on their web sites. They only have one web site. As soon as their
web site fails for whatever reason, they are almost out of business.
And they have not invested for a number of reasons in either
information security or business continuity planning. And that
is the type of company which might be a supplier of goods and
services to a major organisation. And that is where we go back
to the supply chain assessment. It is really important to push
information security and BCP down the supplier chain.
US manufacturers depend upon their suppliers. How can one guarantee
that the suppliers' BCP plan will complement
the plans of large manufacturers?
organisations are now recognising the benefits of partnership.
We keep hearing that large corporate clients who are good at
partnering have good profitability and good resilience to unplanned
events. And that is what crisis is - an unplanned event.
you look at establishing a good partnership, it's based on trust. Trust is built on knowledge - how
does that company operate, how do we operate? And the trust is
built by knowing that whatever happens between the two entities
that the supply chain is going to survive. Quite a lot of it
is about awareness, but at the end of the day if you establish
a relatively flexible contract, part of the contract process
is an audit and / or a review. And you are not just auditing
the company for security or for a BCP, you are auditing the supplier
against a whole range of criteria which really should include
a quick look at their BCP, if they have one and whether it has
been tested as part of due diligence in operating that contract.
I would place it in that category. And then you can reach
for the large suppliers this can be employed successfully. I am not saying for
every supplier, if I remember correctly General Motors had at
one time 40,000 suppliers, and you just cannot deal with that
number. But one thing the core organisation can do is actually
to rank its suppliers on criticality and not on value, not on
revenue, but on criticality. There is case history to help
us here-take the case of Ford in the UK and door handles. That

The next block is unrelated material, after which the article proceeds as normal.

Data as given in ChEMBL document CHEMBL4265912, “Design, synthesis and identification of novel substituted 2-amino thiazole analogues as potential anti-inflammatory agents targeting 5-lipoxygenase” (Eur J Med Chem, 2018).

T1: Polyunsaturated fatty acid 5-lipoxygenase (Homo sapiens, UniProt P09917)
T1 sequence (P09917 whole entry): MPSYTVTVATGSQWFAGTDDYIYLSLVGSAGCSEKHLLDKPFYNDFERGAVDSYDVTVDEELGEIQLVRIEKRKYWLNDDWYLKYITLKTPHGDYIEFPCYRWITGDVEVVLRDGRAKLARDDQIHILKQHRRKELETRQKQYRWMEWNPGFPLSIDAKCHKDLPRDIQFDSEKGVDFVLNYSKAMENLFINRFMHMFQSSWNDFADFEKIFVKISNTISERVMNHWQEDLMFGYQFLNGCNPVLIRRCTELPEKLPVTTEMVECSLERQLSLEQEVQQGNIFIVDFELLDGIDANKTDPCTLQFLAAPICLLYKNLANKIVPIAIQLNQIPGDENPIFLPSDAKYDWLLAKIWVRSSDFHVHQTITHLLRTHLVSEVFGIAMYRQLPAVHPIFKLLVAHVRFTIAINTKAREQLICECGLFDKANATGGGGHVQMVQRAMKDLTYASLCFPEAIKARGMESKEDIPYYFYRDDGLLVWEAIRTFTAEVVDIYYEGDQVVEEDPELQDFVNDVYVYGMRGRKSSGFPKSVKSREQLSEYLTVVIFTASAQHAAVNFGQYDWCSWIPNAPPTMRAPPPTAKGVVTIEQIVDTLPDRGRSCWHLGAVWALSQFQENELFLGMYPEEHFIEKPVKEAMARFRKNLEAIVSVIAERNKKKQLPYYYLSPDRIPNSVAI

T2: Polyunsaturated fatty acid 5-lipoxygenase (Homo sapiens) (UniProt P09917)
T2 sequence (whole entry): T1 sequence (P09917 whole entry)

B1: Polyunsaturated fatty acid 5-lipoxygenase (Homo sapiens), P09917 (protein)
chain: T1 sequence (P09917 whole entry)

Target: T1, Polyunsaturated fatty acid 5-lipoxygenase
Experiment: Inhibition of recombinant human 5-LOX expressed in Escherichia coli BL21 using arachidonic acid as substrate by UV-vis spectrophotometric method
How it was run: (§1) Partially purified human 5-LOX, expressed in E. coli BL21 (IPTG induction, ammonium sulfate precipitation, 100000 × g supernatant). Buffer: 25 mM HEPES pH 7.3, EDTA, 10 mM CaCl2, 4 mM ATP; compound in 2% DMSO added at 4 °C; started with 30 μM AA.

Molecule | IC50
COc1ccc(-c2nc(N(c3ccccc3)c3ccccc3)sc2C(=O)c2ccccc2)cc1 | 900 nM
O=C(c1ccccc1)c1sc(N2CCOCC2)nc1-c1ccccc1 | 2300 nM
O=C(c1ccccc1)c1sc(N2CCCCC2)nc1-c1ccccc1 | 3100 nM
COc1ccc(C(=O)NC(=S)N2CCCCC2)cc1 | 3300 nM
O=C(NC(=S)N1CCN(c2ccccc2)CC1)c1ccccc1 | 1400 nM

was a major problem for them caused by a relatively small supplier
in revenue terms, but that component loss stopped the production
line. So it is ranking the supplier on criticality and then working
with the most critical suppliers and building those suppliers
into your BCP tests and plan. That is not a huge issue as it
can be done relatively easily. But if you have 40,000 suppliers,
you probably look only at the top hundred or top two hundred
again for criticality reasons. That should be part of risk assessment
you look at a typical car plant: Part of the risk assessment
would be to look at what
could stop the suppliers' parts as if the suppliers' parts stop
the line stops. So therefore that is clearly a critical risk
and part of the mitigation clearly is making sure that you either
have a duplicate supplier, standby supplier, or that supplier
has processes and procedures in place to respond to his fire,
flood, or his loss of IT. Simple stuff really.
Q: You mentioned senior management should
be involved in designing a BCP plan. Who else should be involved?
goes through a number of phases and it is the initial phase,
which is the stakeholder values and business values, that needs
to be done at board level with senior management involvement.
Having defined those business objectives and stakeholders' issues,
the plan is worked through very much with each operational manager,
because effectively what you are doing is looking at each business
process. And then you must work out a plan for each business
process recognising the dependencies across them. So you will
be working with the senior managers at the operational level,
because at the end of the day those are the people who run the
company. The accountants actually do not run the company. They
make sure that the books are balanced. The IT people should
not be running the company; they should just be providing the
IT. But at the end of the day you need to involve the whole peer
group at that level to make sure that you got the impacts correctly